( "<spaces>name" -- struct-sys 0 )

Skip leading space delimiters. Parse name delimited by a space. Create a definition for name with the execution semantics defined below. Return a struct-sys (zero or more implementation dependent items) that will be used by END-STRUCTURE and an initial offset of 0.

name Execution:
( -- +n )

+n is the size in memory expressed in address units of the data structure. An ambiguous condition exists if name is executed prior to the associated END-STRUCTURE being executed.

There are two schools of thought regarding named data structures: name first and name last. The name last school can define a named data structure as follows:

0                         \ initial total byte count
   1 CELLS +FIELD p.x    \ A single cell filed named p.x
   1 CELLS +FIELD p.y    \ A single cell field named p.y
CONSTANT point          \ save structure size

While the name first school would define the same data structure as:

BEGIN-STRUCTURE point \ create the named structure
   1 CELLS +FIELD p.x    \ A single cell filed named p.x
   1 CELLS +FIELD p.y    \ A single cell field named p.y

Although many systems provide a name first structure there is no common practice to the words used. The words BEGIN-STRUCTURE and END-STRUCTURE have been defied as a means of providing a portable notation that does not conflict with existing systems.

The field defining words (xFIELD: and +FIELD) are defined so they can be used by both schools. Compatibility between the two schools comes from defining a new stack item struct-sys, which is implementation dependent and can be 0 or more cells. The name first school would provide an address (addr) as the struct-sys parameter, while the name last school would defined struct-sys as being empty.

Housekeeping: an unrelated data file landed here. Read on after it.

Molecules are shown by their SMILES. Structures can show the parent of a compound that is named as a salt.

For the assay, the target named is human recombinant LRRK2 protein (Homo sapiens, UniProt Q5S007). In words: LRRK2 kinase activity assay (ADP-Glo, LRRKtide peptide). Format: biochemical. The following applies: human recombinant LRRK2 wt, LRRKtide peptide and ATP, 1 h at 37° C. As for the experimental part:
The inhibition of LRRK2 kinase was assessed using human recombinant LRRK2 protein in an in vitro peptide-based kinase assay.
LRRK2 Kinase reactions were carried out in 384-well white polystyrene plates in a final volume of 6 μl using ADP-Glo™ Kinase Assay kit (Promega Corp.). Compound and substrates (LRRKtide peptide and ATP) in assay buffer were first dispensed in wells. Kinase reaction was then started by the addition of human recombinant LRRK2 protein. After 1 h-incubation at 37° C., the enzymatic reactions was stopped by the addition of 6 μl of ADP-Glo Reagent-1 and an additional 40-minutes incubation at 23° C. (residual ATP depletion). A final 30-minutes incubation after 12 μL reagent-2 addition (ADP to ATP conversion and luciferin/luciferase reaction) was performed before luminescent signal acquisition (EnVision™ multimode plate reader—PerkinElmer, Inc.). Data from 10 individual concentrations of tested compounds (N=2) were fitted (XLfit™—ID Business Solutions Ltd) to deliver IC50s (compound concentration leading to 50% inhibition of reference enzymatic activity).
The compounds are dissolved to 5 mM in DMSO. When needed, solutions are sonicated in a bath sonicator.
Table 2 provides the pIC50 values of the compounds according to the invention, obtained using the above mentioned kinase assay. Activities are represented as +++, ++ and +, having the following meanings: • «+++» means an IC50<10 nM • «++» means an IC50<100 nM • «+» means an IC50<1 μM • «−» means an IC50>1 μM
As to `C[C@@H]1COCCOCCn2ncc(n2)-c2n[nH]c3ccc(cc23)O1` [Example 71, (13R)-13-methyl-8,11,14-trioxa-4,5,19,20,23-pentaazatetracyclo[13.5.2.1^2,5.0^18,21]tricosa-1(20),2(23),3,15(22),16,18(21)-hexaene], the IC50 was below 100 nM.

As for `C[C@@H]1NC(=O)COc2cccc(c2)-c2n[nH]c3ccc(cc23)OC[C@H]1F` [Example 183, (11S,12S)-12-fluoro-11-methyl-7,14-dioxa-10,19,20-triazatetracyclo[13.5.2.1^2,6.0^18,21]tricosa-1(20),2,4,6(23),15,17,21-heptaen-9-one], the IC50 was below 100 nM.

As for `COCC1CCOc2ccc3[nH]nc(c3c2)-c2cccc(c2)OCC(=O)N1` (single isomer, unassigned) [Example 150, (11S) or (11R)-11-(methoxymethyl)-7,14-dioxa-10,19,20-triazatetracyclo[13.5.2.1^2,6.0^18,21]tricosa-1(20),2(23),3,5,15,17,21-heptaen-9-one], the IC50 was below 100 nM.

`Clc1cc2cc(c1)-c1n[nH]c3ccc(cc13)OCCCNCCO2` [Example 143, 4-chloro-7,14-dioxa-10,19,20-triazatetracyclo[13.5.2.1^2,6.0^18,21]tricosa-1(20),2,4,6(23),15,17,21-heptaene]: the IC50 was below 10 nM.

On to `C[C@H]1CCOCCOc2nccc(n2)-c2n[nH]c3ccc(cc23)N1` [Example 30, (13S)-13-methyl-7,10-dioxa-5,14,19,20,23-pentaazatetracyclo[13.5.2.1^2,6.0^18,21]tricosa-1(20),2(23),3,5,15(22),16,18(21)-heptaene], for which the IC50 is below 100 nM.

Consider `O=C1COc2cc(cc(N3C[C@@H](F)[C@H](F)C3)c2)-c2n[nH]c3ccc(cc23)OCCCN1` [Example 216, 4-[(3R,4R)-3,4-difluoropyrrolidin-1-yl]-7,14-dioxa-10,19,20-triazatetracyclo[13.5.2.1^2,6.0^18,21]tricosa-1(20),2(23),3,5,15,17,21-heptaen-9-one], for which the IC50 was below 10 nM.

Executing the name of the data structure, returns the size of the data structure. This allows the data stricture to be used within another data structure:

BEGIN-STRUCTURE point \ -- a-addr 0 ; -- lenp
   FIELD: p.x             \ -- a-addr cell
   FIELD: p.y             \ -- a-addr cell*2
BEGIN-STRUCTURE rect    \ -- a-addr 0 ; -- lenr
   point +FIELD r.tlhc    \ -- a-addr cell*2
   point +FIELD r.brhc    \ -- a-addr cell*4

In practice, structures are used for two different purposes with incompatible requirements:
  1. For collecting related internal-use data into a convenient "package" that can be referred to by a single "handle". For this use, alignment is important, so that efficient native fetch and store instructions can be used.

  2. For mapping external data structures like hardware register maps and protocol packets. For this use, automatic alignment is inappropriate, because the alignment of the external data structure often doesn't match the rules for a given processor.

Many languages cater for the first use, but ignore the second. This leads to various customized solutions, usage requirements, portability problems, bugs, etc. +FIELD is defined to be non-aligning, while the named field defining words (xFIELD:) are aligning. This is intentional and allows for both uses.

The standard currently defines an aligned field defining word for each of the standard data types:

CFIELD: a character
FIELD: a native integer (single cell)
FFIELD: a native float
SFFIELD: a 32 bit float
DFFIELD: a 64 bit float

Although this is a sufficient set, most systems provide facilities to define field defining words for standard data types.

The following cannot be defined until the required addressing has been defined. The names should be considered reserved until then.

BFIELD: 1 byte (8 bit) field
WFIELD: 16 bit field
LFIELD: 32 bit field
XFIELD: 64 bit field
Begin definition of a new structure. Use in the form BEGIN-STRUCTURE <name>. At run time <name> returns the size of the structure.

: BEGIN-STRUCTURE  \ -- addr 0 ; -- size
     HERE 0 0 ,      \ mark stack, lay dummy
   DOES> @             \ -- rec-len